Both the Eastern PA and Greater New Jersey annual conferences in May will begin with a traditional ceremony acknowledging the land we occupy as once owned by Native American people, particularly the Lenni-Lenape nation who inhabited land in what is now Eastern Pennsylvania and New Jersey. There were no state borders then, an interesting precedent for this current season of EPA&GNJ affiliation.
Indeed, the Committees on Native American Ministries (CoNAM) in our two conferences are also not constrained by state or conference borders in their support for one another. That has certainly been the case since a few EPA CoNAM members first visited GNJ’s St. John UMC in Bridgeton in 2017 to start a friendship— or one might say, an affiliation. “
Your gifts on Native American Ministries Sunday helps support the ministries of the Committee on Native American Ministries in their annual conferences. This offering serves to remind United Methodists of the gifts and contributions made by Native Americans to our society.
Since Pennsylvania has no federally or state-recognized tribes, we were looking for a Native American organization to support that was close to us geographically,” recalled Sherry Wack, a former co-chairperson of EPA’s CoNAM. She now lives in upstate New York but is still an active member who participates in meetings online and yes, beyond borders.
“I believe it was Bob Hinderliter who brought to our attention St. John UMC in Bridgeton,” said Wack. Home to many members of the Nanticoke Lenni-Lenape Tribal Nation, St. John UMC is the fifth oldest Native American Methodist Church in the U.S. “St. John celebrates a Native American service on every fifth Sunday. So, Bob and I traveled to New Jersey to help celebrate their 146th anniversary on October 29, 2017.”
There they met Cynthia Mosley, then chairperson of GNJ’s CoNAM. “That was the beginning of a symbiotic relationship between our two CoNAMs” said Wack. Since then, EPA has supported their GNJ siblings financially, especially when St. John’s church was vandalized recently in a vicious hate-crime.
“Their CoNAM lent us their MMIW (Missing and Murdered Indigenous Women) awareness banner and poster to display at several events; and we have purchased T-shirts (in bulk) together.” Both CoNAM’s are actively engaged in advocacy for justice and mercy around this important concern and others affecting Native people.
On April 23, Cynthia Mosley, who is Delaware Nanticoke Lenape, came across the Delaware River to speak at Native American Sunday services at First UMC times to speak at FUMCOG, Evansburg UMC, which is Wack’s former church, and other EPA churches. She also participated in the Land Acknowledgement ceremony for the 2022 EPA Annual Conference.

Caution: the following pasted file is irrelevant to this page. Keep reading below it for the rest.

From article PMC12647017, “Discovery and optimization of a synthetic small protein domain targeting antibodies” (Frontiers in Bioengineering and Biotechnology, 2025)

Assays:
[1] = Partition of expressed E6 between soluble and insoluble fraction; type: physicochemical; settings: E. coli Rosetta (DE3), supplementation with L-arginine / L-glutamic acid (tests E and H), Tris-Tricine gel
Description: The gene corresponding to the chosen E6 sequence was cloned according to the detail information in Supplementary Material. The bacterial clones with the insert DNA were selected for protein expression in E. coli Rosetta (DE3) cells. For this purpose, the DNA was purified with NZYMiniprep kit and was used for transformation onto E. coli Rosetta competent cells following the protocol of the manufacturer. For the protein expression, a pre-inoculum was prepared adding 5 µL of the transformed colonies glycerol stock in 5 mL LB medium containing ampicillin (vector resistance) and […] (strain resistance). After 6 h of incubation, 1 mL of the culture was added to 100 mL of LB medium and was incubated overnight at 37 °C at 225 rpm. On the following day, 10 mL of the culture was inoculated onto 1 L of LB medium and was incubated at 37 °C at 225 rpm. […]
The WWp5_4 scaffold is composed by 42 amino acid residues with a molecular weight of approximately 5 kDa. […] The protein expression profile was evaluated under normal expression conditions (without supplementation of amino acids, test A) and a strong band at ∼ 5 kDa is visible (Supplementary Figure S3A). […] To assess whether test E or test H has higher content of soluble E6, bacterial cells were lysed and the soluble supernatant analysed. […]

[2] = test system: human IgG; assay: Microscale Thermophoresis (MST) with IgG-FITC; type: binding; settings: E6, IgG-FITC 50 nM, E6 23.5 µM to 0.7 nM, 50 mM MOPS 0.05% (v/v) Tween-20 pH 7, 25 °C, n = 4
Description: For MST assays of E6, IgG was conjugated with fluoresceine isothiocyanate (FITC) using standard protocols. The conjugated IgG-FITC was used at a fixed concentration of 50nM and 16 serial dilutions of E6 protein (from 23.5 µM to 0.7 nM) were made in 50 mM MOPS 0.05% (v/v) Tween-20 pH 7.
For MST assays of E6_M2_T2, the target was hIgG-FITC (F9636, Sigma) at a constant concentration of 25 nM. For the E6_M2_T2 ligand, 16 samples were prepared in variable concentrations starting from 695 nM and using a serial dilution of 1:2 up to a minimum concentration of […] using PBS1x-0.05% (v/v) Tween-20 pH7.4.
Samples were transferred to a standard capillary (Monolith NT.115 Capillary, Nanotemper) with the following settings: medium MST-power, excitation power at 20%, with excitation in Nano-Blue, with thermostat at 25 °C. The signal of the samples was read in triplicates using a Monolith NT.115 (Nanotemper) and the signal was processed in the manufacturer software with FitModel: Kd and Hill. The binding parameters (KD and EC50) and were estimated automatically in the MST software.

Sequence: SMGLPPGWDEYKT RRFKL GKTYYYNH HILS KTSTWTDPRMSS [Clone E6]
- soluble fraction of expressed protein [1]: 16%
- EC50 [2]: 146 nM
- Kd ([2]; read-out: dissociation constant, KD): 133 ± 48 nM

“More than anything, I think getting to know one another, encouraging one another, lifting each other in prayer and sharing information has been the biggest blessing,” said Wack. “We are indeed relatives, and we treasure that bond.”
Cynthia Mosely also shared some reflections also on the bond, the affiliation her church and CoNAM shares with EPA’s CoNAM:
“I shared the Native American Ministries Sunday message with FUMCOG. We have partnered with them at least four times on this (United Methodist) Special Sunday. FUMCOG members have volunteered with our Vacation Bible School and attended our Native American Ministries Sundays on occasion. Same with Evansburg UMC.
We partnered with West Chester UMC virtually (on Zoom) last year to participate in EPA’s Annual Conference. We also work together as part of the NEJ (Northeastern Jurisdiction) Native American Ministries Committee as a vehicle for partnering.
We have worked on MMIW educational materials, some of which we modified for large events. We loan those materials to EPA when they need them. EPA and GNJ have attended community events together, such as book signings and marches to address social issues.
A few members from Prospect Park UMC collect food and deliver it to our (St. John) church for our bimonthly food giveaways.
They have done that at least twice a year for the past six or seven years. The First UMC in Kennett Square supported our winter gear giveaway one year. They brought us lots of coats, hats, gloves of all sizes and for all ages. And we have a very important partnership with Verna Colliver and Lansdale UMC. They have supported our VBS financially every year for the last six years. That is a huge blessing for us.”
story by John W. Coleman, Communicator, Eastern Pennsylvania Annual Conference
One of six churchwide Special Sundays with offerings of The United Methodist Church, Native American Ministries Sunday serves to remind United Methodists of the gifts and contributions made by Native Americans to our society. The special offering supports Native American outreach within annual conferences and across the United States and provides seminary scholarships for Native Americans.
When you give generously on Native American Ministries Sunday, you equip seminary students who will honor and celebrate Native American culture in their ministries. You empower congregations to find fresh, new ways to minister to their communities with Christ’s love. Give now.